Saturday, August 1, 2009
Have you ever sat in a group of parents and children and noticed major differences between children where milestones like crawling, walking or talking are concerned?
While it is true that most children pass through predictable stages of development, there is no specific age that they will occur.
Although much is written about typical behavior at certain ages or stages (myself included), a span of three to five months around the target age is entirely typical.
For this reason, it’s important not to compare children or their abilities to other children.
Communication, gross motor (large muscle groups), fine motor (hands and fingers), personal-social, and problem-solving are five major areas of child development. In my years of working with children, I’ve come to recognize that each child has their own individual areas of strength or interest. Early talkers may not be early walkers and vice versa, but they will eventually conquer each domain on their own time table.
As a home visitor/parent educator, parents and I used the Ages and Stages Questionnaire provided by our agency to periodically assess children’s development. Not only did the parents get reassured that their child was progressing on target for his or her age, but the questions themselves provided clues as to what types of activities they could or should be doing.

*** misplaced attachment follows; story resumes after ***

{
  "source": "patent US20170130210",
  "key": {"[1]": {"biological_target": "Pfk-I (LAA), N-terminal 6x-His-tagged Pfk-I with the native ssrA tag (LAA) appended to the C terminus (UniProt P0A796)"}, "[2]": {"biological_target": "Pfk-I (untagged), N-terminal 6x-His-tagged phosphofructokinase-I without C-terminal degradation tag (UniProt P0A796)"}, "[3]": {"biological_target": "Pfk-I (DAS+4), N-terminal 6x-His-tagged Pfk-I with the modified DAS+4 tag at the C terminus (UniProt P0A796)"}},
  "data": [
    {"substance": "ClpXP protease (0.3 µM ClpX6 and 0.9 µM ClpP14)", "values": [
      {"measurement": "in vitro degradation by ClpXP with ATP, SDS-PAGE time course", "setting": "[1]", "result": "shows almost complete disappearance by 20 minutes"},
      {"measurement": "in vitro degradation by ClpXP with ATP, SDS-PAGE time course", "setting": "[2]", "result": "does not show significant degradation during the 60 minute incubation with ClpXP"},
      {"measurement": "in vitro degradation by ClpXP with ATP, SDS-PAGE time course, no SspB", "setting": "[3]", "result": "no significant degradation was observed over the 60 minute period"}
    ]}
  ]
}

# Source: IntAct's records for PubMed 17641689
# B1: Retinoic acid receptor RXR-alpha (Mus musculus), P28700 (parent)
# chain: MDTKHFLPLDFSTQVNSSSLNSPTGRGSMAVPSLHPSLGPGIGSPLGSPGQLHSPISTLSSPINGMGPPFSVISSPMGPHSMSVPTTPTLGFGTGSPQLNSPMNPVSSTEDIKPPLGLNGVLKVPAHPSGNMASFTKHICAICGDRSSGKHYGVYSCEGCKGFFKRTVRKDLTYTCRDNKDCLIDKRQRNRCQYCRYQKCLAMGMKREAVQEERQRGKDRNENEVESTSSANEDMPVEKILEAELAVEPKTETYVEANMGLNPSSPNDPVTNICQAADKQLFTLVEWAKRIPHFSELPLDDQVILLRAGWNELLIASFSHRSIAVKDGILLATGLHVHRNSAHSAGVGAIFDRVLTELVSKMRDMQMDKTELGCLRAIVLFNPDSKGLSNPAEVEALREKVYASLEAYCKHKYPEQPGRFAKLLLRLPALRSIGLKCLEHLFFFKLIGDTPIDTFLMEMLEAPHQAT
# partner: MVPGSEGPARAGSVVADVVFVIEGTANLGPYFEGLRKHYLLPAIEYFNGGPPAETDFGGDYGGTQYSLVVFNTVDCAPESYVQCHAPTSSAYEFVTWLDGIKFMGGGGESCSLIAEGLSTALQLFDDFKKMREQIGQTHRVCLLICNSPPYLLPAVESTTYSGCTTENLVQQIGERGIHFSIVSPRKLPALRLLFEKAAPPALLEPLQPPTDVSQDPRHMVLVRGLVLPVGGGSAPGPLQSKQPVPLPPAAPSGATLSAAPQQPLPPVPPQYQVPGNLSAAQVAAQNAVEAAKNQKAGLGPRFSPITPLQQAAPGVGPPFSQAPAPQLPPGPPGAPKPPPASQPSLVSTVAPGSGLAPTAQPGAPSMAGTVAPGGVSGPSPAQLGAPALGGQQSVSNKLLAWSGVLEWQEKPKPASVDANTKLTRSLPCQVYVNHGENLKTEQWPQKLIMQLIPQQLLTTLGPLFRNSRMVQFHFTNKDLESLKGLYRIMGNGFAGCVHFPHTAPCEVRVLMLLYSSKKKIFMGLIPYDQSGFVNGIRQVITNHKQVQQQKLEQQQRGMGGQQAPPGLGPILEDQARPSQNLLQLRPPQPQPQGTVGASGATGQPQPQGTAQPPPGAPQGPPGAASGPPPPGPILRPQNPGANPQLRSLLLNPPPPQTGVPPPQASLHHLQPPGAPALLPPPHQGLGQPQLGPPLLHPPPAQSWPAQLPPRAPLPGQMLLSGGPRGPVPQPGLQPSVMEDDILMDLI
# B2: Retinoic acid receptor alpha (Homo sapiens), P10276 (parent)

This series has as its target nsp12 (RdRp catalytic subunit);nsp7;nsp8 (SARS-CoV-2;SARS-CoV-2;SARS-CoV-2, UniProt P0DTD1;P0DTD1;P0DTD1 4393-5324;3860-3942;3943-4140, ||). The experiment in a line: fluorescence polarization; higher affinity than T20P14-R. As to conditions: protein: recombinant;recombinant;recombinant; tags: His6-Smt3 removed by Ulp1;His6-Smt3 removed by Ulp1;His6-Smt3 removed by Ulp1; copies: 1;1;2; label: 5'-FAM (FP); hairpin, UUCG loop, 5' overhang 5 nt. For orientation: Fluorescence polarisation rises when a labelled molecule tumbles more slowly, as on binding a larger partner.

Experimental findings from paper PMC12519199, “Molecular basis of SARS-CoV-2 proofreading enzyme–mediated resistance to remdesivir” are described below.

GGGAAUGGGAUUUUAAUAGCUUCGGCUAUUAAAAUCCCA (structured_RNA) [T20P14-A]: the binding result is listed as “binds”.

The University of Oregon’s Early Intervention Program is currently studying the development of infants and young children between the ages of 3 months and 5 years. As part of this study, they are allowing any parent to fill-out (anonymously) an Ages and Stages Questionnaire online for their child. They do ask for basic demographics information for their study, but no names or locations.
The questionnaire itself takes only a few minutes and once completed, you will receive the confidential results immediately through your e-mail address. You can also print out the completed questionnaire and additional activities for your child’s stage. There is no cost for this service.
Take the Ages & Stages Questionnaire at:
Nanny's Note: As always, please discuss your concerns with your pediatrician.
Photo Credit: Anissa Thompson; Carson, CA